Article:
I've got an oak tree. Within the last 2-3 weeks I've observed two growths on the base of the tree that started from nothing to what you see below. They're a fungus or mushroom of some sort. They're solid structures, but if you look closely you can see fuzz on the tree itself where they meet.

My plan was to call someone on Monday, but I'm not entirely sure who. An arborist? Before I do call though, I'm trying to get as much information on this as I can, because I know it can range from being treatable to being dangerous.

Any ideas? Thanks!


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  • Hi Steve! Can you post a picture of the rest of the tree? How's it doing? Do you see any areas higher up that look like they might be the beginnings of more of these mushrooms? Is this your only oak? If not, how are the others? If you do need to call someone, an arborist is the right choice. I don't know where you live, or even which country, but I'd start by calling your town. Our town's arborist came out for free to do a diagnostic visit, and he included not just that tree but all the ones in my yard! Commented Oct 14, 2017 at 1:32
  • I will post a picture of the rest of the tree in the morning. There aren't any others around. It's quite tall (>30 ft), so getting useful pictures might be tricky. I'm in south-east Tennessee. I have noticed it's starting to drop quite a few dead branches, but just small stuff.
    – Steve
    Commented Oct 14, 2017 at 2:16
  • I've added additional pictures of the tree. I'm not sure how helpful they are, since they're far away.
    – Steve
    Commented Oct 14, 2017 at 12:45
  • Doesn't make a difference, the prognosis is as I've said below I'm afraid,but if the only shelf fungus is at the base, just means its foot and butt rot, or at least, that's where it started. You still need an arborist...
    – Bamboo
    Commented Oct 14, 2017 at 15:11
  • first-nature.com/fungi/~brackets.php Commented Oct 14, 2017 at 18:04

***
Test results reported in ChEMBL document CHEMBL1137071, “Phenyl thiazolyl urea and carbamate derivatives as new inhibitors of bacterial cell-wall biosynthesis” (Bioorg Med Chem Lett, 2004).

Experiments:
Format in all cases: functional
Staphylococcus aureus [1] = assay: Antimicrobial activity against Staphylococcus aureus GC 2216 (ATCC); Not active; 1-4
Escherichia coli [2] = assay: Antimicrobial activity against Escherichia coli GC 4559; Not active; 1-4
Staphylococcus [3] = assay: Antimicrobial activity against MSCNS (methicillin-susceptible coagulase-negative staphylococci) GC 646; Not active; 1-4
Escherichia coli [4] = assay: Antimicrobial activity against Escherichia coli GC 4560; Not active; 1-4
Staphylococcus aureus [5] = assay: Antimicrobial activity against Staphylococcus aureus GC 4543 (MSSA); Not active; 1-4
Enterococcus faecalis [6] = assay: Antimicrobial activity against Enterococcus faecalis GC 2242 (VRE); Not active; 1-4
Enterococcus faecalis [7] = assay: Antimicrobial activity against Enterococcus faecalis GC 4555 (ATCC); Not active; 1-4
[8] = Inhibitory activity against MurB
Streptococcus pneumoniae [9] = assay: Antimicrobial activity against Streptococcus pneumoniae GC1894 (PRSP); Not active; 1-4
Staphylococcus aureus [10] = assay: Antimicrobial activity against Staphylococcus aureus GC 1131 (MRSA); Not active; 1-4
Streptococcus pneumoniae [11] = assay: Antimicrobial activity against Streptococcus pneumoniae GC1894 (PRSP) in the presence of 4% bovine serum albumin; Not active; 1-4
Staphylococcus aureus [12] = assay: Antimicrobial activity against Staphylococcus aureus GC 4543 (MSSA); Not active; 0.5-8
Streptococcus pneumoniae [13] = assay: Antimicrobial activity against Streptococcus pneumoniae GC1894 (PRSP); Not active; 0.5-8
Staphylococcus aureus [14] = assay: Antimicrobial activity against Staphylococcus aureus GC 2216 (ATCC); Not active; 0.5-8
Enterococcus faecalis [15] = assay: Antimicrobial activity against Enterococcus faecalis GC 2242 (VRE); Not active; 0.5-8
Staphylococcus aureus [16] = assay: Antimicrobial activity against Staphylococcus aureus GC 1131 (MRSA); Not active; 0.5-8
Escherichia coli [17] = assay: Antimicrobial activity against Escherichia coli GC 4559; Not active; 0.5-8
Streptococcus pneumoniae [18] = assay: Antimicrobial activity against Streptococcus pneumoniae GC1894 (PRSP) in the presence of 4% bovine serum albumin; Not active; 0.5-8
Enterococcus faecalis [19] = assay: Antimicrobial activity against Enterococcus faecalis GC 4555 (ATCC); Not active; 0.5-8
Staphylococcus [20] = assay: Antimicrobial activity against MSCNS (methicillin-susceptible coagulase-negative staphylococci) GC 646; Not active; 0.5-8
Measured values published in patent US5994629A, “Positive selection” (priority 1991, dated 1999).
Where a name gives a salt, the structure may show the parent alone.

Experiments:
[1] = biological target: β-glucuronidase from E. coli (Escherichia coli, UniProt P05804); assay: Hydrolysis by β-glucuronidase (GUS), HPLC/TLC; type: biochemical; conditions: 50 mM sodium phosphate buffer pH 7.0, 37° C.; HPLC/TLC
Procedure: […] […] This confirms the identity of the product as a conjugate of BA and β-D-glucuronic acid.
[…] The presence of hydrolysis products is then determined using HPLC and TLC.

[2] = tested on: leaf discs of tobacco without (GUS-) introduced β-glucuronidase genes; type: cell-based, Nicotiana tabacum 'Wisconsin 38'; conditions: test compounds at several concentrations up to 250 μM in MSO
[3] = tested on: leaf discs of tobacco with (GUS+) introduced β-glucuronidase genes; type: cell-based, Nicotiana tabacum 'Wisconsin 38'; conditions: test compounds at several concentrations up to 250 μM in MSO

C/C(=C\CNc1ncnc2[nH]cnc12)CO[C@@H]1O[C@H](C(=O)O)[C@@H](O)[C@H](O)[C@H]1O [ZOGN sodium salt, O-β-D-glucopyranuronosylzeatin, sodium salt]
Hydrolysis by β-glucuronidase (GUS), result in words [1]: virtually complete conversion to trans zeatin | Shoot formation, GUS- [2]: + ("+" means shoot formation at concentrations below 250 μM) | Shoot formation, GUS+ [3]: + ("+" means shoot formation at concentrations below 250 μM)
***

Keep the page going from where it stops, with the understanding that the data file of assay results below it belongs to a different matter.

2 Answers 2


I know a question or three like this been answered before, but I can't locate them, unfortunately.

This is a shelf or bracket fungus (as we call them in the UK) and I'm sorry to say its presence spells death for your tree. It's the fruiting body of mycelium already at work within the tree, and those mycelium will have been there some time before this appears.

An arborist is essential to check if the tree is safe at the moment, though you may have a little time before it becomes a matter of urgency that the tree should be removed.

  • Also "shelf" fungi in US. I would not pay an arborist ; the tree is dead and does not know it yet. That being said, I had an oak about half that size that lost branches for 20 years before it was completely dead ( location of falling branches was not a problem). Commented Nov 4, 2021 at 18:45

Mushrooms or large fungi growing from the sides of trees like this indicate that there may be internal rot which is providing food for the fungus. Healthy trees produce fungicides to inhibit the growth of fungi which is why you normally wait a few weeks after felling an oak tree or cutting off a branch before attempting to inoculate with oyster or shiitake mushroom mycellium.

So, arborist is the right call. And if the tree needs to come down, you're going to be able to grow a heap of mushrooms for years to come!

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